Twenty years ago I was at journalism school, a wide-eyed apprentice despite being one of the older students at 29.
The Rugby World Cup was being held in Australia and I had a week’s placement in the sports department at what was then the Dominion Post.
Jim Kayes was at the Cup so I sat at his desk, being schooled in the craft by Peter Bidwell, Toby Robson and Jonathan Millmow.
It was a great learning experience and over the past two decades so much has changed for me.
While Australia was breaking Kiwi hearts at the RWC, something else was happening.
Farmers Weekly was launched as a rural publication in September of 2003 by Dean Williamson and Tony Leggett.
Looking back on the launch, it seems that while some things change, others remain the same.
The Farmers Weekly ethos was to provide farmers with clear, balanced news about the agribusiness world so that they might have the information needed to make sound business decisions.
That’s still the mantra will live by today.
I’ve been lucky enough to lead the Farmers Weekly editorial team for almost half of its life.
I was fortunate to inherit an experienced team that helped me learn the ropes and grow as a person and a journalist.
There have been many changes along the way, of mastheads, ownership, content delivery channels – but one thing has never changed.
We will always hold power to account, seek out the stories that matter to readers and advocate for them.
Sometimes that work can be a challenging read, because we always look at a specific issue with a wide-angle lens. We don’t just ask what something means to our rural communities but also what it might mean for the rest of New Zealand and the global markets we depend upon.
What never wavers is our commitment to tackling issues with curiosity and without anger or preconceived ideas.
Farmers Weekly is what it is because of the people.
Dean and Cushla Williamson’s circle-back to the company after leaving it for a time seems like something from a story, but in some ways they never left because the spirit of what they started never left. Since 2018, thankfully, they’ve been back to inspire us to do even better work.
The news team that includes Hugh Stringleman, Richard Rennie, Gerald Piddock, Neal Wallace, Annette Scott and Craig Page is the most experienced and respected in our industry.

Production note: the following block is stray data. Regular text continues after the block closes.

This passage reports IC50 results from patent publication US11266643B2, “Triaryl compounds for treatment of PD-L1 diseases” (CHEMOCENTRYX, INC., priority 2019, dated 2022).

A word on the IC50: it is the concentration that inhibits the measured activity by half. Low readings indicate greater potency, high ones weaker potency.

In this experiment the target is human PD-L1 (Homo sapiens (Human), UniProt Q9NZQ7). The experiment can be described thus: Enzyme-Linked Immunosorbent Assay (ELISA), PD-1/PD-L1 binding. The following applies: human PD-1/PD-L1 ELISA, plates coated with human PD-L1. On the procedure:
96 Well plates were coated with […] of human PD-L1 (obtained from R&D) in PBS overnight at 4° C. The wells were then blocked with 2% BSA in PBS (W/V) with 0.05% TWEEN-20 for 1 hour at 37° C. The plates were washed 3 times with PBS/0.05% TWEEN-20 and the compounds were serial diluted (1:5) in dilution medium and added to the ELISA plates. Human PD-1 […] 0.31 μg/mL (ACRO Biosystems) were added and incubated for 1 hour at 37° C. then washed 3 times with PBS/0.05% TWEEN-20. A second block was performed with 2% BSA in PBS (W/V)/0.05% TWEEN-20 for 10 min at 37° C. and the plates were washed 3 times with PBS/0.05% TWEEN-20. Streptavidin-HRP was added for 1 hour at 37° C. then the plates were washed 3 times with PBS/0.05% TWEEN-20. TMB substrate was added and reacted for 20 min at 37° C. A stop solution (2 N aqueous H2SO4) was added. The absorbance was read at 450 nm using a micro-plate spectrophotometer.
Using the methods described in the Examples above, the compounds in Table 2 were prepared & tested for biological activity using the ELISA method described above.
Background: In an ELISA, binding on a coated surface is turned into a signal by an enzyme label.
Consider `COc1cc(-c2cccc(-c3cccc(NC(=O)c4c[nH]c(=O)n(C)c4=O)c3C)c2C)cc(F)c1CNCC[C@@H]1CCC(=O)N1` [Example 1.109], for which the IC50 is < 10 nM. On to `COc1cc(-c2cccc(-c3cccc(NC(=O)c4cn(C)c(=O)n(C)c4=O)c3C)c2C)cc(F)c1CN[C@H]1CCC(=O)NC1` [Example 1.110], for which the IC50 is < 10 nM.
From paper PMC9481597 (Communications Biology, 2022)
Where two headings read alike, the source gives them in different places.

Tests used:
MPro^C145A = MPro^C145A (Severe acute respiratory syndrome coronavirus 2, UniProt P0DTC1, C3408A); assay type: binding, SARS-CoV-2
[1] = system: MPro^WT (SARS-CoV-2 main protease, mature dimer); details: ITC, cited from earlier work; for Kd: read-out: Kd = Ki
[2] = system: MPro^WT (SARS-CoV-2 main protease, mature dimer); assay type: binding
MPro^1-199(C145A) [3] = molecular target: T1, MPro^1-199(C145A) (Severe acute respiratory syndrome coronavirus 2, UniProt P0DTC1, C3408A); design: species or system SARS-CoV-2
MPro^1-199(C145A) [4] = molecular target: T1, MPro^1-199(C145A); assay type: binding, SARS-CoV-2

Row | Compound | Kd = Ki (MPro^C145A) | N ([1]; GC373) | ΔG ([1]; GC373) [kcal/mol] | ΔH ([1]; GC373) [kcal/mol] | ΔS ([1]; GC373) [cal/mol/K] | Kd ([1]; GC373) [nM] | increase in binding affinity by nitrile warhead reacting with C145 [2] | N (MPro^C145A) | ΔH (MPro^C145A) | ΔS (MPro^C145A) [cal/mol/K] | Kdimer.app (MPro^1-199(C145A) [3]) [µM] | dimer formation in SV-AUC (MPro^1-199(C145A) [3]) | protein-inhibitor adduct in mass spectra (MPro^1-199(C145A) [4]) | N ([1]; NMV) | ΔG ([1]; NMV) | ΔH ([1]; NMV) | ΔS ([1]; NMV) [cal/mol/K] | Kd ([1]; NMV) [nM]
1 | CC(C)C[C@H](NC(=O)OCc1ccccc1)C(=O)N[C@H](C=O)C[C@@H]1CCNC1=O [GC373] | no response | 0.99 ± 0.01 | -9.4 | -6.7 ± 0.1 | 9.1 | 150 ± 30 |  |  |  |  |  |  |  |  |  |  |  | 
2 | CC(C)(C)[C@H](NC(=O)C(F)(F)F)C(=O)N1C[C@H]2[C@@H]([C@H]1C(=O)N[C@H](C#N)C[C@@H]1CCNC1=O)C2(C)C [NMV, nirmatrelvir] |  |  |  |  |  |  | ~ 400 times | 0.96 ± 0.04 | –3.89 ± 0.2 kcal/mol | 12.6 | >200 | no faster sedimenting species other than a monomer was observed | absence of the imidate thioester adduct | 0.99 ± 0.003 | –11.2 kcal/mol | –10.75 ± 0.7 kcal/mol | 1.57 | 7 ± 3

The wider team that makes the Farmers Weekly engine run each day is inspiring in its dedication.
Looking back over some old editions recently it was interesting to see that, while farming has changed a lot in the past 20 years, many things are just the same.
There’s another Rugby World Cup to enjoy soon, this time in France.
New Zealand has won two more titles since that 2003 edition of the contest.
But while the All Blacks have a proud tradition and ethos to drive them, they know success is about turning up to do the work every day.
It’s the same here at Farmers Weekly. Each week we say goodbye to one edition and turn our attention to the next.
To our readers, advertisers, contributors and supporters – thank you for taking an interest in what we do.
Because at the end of the day, we do it for you, the farmers of New Zealand.
Another milestone to celebrate
From the start Farmers Weekly has had an online presence as well, and this year our website, farmersweekly.co.nz, received a perfect credibility score from a top international news rating system.
NewsGuard awards the High Credibility 100% score to sites whose reporting is credible and transparent, based on nine apolitical criteria.
These include “Does not repeatedly publish false content”, “Gathers and presents information responsibly” and “Handles the difference between news and opinion responsibly”.
Farmers Weekly digital editor Carmelita Mentor-Fredericks said that in an age when “it’s getting harder and harder for the public to differentiate between fake news and credible sources, having an organisation like NewsGuard hold the media accountable provides the public with a tool to separate the wheat from the chaff”.
“Farmers Weekly will always endeavour to uphold these standards,” she said.
Farmers Weekly managing editor Bryan Gibson said the newspaper’s goal “is to provide farmers with the best information we can, so they can make the best decisions for their businesses. Media is a rough and tumble game sometimes but at Farmers Weekly we focus on the simple things – verifying claims and facts, holding power to account and advocating for our audience.”